Use of Molecular Biomarkers to Inform Adjuvant Therapy for Colon Cancer

SUMMARY: The role of adjuvant chemotherapy in patients with stage III ColoRectalCancer (CRC) has been well established, with improvement in Disease Free Survival (DFS) and Overall Survival (OS). The same however, cannot be stated for patients with Stage II CRC. Several Prognostic (outcome regardless of specific treatment) and Predictive (benefit from a specific therapy) molecular biomarkers have been developed to help make treatment decisions which include MSI (MicroSatellite Instability), LOH 18q (Loss of heterozygosity on the long arm of chromosome 18), P53, TS (Thymidylate Synthase), KRAS, BRAF, ERCC1 (Excision Repair Cross-Complementation group 1), Oncotype DX and Coloprint. Even though LOH 18q, P53, TS, KRAS, BRAF and ERCC1 are of prognostic value, they presently do not provide clinical utility in the management of early stage CRC. The biomarkers of interest are MSI, Oncotype DX Colon Cancer Assay and ColoPrint. MMR and MSI: MSI is the hallmark of defective/deficient DNA MisMatchRepair (MMR) system and develops following a germline mutation in one of the MMR genes. The MMR gene system consists of several proteins which are responsible for surveillance and correction of DNA errors. These genes include MLH1, MSH2, MSH6, PMS2 and EPCAM. MSI-high (MSI-H, MMR deficient) is actually a good prognostic marker in early stage CRC, with less likelihood of lymph node involvement, systemic metastases and with improved survival. These patients do not benefit from DNA inhibiting anti-metabolites such as 5-FluoroUracil (5-FU). In fact, treatment with 5-FU could be detrimental, whereas they may be more responsive to Irinotecan. This is in contrast to early stage CRC patients with tumors that are MicroSatelliteStable (MSS) or MSI-low (MSI-L) and MMR proficient, who benefit from 5-FU based adjuvant chemotherapy with significantly improved DFS. It should be noted that the prognosis for patients with early stage CRC, whose tumors harbor V600E BRAF mutation and are MSI-H, is similar to CRC patients with MSS tumors. MSI is a genetic marker of Lynch Syndrome (Hereditary Nonpolyposis Colorectal Carcinoma – HNPCC) and approximately 15% of sporadic CRC share the genetics of Lynch Syndrome and are MSI-H and MMR-deficient. By evaluating the MMR/MSI status of a CRC patient, a clinician may be able to assess a patient’s prognosis, predict response to therapy and detect Lynch’s Syndrome, which constitutes about 3-5% of CRC cases. MSI is a functional assay and can be detected by PCR whereas ImmunoHistoChemistry (IHC) can confirm the presence or absence of MMR proteins.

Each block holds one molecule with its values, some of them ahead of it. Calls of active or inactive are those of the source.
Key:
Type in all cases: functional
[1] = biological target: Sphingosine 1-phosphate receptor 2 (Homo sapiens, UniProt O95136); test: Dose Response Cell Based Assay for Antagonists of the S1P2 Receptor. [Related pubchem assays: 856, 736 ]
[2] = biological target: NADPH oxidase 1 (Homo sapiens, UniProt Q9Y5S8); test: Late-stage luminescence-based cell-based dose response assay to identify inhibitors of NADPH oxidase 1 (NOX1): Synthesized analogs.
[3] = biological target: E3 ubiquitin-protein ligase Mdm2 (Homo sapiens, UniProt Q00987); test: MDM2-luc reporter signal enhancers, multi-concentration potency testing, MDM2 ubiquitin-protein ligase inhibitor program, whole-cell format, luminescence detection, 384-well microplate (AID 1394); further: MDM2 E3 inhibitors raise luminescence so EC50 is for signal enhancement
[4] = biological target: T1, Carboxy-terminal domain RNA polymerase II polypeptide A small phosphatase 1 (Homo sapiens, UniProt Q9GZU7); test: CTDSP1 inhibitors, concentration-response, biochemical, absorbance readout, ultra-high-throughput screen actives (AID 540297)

ONCOTYPE DX COLON CANCER ASSAY: Oncotype DX Colon Cancer assay is a multigene expression assay and evaluates genes in the patient’s tumor, using paraffin slides. It consists of 7 potential recurrence genes and 5 internal reference genes and has been clinically validated from three prospective trials, to assess risk of recurrence, in patients with Stage II and III CRC. The Oncotype DX colon cancer assay is able to prognosticate the risk of recurrence of a particular CRC tumor but unlike the Oncotype DX assay for Breast Cancer, is unable to predict clinical benefit from adjuvant chemotherapy.

COLOPRINT: This assay uses an18 gene expression profile and requires fresh tissue. This assay is also able to assess the risk of recurrence in Stage II CRC but is unable to predict the benefit from adjuvant chemotherapy.

In summary, testing for MSI should be performed in all patients with Stage II CRC. Genetic signatures derived from Oncotype Dx Colon Cancer assay and ColoPrint may have limited clinical value for patients with early stage CRC. NCCN guidelines recommend adjuvant chemotherapy for high risk Stage II CRC. High risk for recurrence is defined as tumors that are poorly differentiated (except those tumors that are MSI-H), lymphovascular invasion, perineural invasion, bowel obstruction, localized perforation, close, indeterminate or positive margins and examination of less than 12 lymph nodes. Mettu NB, Hurwitz H and Hsu DS. Oncology 2013;27:746-754